May 23, 2017 Last Updated 4:09 pm

Maine’s governor says state newspapers staffed by ‘so-called journalists’

Two-term Governor Paul LePage decries ‘the unabashed liberal bias of Maine newspapers and the third-rate reporting by the so-called “journalists” they employ’

The governor of Maine is no fan of the state’s newspapers, but despite this he vetoed a bill that would have ended the requirement that city election clerks publish specimen ballots in local state newspapers. His objection to LD 105 was not with that part of the bill, which even the Maine Press Association didn’t seem to mind, it was with the part of the bill that would end the requirement that clerks post multiple copies of the instruction poster and specimen ballot in voting rooms.

Still Gov. Paul LePage, often controversial, got in a shot at the press.

“Due to the unabashed liberal bias of Maine newspapers and the third-rate reporting by the so-called “journalists” they employ, Mainers are increasingly choosing to get their news from other outlets,” LePge wrote in the veto letter.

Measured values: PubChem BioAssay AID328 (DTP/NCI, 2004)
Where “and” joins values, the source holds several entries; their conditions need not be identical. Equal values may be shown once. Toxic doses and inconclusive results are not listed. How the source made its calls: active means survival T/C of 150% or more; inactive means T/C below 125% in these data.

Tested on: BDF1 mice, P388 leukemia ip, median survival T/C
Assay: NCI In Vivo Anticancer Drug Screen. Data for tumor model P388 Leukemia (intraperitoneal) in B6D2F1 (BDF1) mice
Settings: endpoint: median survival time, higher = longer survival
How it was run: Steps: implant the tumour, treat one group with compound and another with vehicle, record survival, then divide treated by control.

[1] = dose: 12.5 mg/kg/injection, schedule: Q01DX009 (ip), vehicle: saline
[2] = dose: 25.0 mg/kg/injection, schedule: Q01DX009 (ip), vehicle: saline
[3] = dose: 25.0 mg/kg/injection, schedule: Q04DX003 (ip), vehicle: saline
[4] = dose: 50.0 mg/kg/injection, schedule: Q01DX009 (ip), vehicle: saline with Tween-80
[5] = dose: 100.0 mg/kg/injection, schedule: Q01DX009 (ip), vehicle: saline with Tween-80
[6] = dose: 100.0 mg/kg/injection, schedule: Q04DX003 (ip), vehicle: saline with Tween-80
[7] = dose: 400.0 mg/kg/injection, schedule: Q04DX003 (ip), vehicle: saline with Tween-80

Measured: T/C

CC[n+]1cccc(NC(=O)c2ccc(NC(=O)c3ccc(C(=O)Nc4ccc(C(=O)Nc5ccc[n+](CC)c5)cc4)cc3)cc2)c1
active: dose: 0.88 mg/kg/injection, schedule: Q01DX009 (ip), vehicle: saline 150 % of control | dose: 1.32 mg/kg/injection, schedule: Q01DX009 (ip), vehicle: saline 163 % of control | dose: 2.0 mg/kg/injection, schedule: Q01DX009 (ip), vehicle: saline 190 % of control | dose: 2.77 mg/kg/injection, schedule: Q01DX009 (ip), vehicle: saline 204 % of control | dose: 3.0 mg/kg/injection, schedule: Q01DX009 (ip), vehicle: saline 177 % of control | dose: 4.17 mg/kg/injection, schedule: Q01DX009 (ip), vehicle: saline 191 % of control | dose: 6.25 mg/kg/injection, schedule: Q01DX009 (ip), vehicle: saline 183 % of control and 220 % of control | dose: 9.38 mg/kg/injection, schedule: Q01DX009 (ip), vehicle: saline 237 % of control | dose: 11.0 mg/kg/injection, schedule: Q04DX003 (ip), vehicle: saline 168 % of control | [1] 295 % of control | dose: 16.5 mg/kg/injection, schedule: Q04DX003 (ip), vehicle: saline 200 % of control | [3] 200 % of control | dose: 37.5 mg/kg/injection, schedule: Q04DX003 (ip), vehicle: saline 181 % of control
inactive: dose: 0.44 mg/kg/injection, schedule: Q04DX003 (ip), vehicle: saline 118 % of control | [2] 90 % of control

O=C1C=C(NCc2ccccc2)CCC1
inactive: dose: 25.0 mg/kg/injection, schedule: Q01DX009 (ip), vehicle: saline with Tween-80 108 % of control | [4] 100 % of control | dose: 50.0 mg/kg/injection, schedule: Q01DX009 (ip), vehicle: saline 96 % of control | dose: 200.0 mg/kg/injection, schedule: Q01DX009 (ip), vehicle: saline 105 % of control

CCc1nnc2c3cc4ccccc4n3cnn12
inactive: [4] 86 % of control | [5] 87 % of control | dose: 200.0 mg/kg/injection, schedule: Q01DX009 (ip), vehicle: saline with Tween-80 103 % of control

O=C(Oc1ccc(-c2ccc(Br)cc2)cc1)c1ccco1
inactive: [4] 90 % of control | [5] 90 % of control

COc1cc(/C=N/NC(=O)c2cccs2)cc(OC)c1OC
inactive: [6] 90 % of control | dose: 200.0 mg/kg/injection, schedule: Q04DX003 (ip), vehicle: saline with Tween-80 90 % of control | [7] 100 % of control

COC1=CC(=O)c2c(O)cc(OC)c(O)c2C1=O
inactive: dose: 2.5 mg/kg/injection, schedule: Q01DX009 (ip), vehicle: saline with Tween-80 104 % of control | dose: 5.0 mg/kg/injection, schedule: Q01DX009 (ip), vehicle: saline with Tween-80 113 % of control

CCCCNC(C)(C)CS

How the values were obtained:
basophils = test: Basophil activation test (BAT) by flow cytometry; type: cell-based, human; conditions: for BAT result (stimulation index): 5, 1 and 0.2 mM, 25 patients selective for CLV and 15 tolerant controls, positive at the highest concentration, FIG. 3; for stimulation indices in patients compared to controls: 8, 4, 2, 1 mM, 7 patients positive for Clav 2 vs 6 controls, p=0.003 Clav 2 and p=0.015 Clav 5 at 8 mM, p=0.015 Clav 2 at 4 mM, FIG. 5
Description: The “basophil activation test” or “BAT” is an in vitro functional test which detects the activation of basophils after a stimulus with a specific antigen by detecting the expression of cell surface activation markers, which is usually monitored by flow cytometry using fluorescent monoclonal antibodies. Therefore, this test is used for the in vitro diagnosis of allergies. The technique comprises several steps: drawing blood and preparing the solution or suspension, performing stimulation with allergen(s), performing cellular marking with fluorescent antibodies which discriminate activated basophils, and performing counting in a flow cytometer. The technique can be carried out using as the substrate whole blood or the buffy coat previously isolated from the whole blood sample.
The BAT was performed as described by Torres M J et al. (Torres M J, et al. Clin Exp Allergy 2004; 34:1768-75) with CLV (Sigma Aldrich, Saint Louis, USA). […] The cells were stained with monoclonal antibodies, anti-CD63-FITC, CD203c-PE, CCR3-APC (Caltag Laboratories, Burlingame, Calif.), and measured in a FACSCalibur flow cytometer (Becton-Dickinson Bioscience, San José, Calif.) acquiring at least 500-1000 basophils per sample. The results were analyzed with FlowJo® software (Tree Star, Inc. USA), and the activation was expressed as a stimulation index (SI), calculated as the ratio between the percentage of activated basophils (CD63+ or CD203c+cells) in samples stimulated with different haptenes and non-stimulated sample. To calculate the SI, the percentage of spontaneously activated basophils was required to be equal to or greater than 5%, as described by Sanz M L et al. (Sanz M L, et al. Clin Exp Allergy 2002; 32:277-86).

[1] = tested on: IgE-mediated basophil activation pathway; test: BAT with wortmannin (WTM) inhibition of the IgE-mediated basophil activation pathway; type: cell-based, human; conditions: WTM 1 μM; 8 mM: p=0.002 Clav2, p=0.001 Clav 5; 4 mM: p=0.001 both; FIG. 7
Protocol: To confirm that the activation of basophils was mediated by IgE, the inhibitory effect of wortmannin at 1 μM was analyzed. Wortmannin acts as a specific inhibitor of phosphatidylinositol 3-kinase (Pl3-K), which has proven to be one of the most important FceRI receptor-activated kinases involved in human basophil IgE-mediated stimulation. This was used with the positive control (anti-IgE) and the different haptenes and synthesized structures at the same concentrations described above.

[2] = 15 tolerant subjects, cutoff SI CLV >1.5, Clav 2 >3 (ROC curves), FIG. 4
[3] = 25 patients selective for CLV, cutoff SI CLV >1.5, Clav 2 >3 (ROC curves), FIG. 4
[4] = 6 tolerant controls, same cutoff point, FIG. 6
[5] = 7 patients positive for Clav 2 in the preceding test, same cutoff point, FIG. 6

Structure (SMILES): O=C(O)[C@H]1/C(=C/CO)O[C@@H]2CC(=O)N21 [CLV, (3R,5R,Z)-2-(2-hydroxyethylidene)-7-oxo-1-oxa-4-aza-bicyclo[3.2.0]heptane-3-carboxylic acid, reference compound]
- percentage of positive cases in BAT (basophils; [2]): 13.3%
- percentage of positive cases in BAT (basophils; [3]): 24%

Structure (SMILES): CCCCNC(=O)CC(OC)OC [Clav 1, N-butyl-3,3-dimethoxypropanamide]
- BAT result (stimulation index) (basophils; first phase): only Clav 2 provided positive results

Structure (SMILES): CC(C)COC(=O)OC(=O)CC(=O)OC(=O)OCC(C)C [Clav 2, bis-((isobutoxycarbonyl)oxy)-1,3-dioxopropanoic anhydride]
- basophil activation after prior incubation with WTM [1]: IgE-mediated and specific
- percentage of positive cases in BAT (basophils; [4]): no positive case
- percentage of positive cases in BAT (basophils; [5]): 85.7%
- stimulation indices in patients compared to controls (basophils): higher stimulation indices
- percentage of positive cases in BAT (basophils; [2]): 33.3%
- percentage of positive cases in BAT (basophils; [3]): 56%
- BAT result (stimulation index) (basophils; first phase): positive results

“Because the vast majority of Mainers do not buy Maine newspapers that are in general circulation, it is important that we keep the requirement that specimen ballots be displayed at polling stations.”

Gov. LePage is a two-term governor, and a Tea Party favorite, but he is term limited and rumor has it that he might challenge to Senator Angus King, an independent who caucuses with Democrats, for the seat. If Senator Susan Collins decides to run for governor, however, she may decide to vacate her seat so that the Republican governor could appoint another Republican to fill it. Most think LePage could only think of one person qualified for the Senate… himself.

LePage in April vetoed a bill that removed the sunset provision on the requirement that public notices be published in Maine newspapers. LePage said that the requirement that legal notices be published in newspapers props up a “dying, antiquated industry.” Despite this, Maine’s legislature overrode the governor’s veto, with the vote in the Senate being unanimous.

Comments are closed.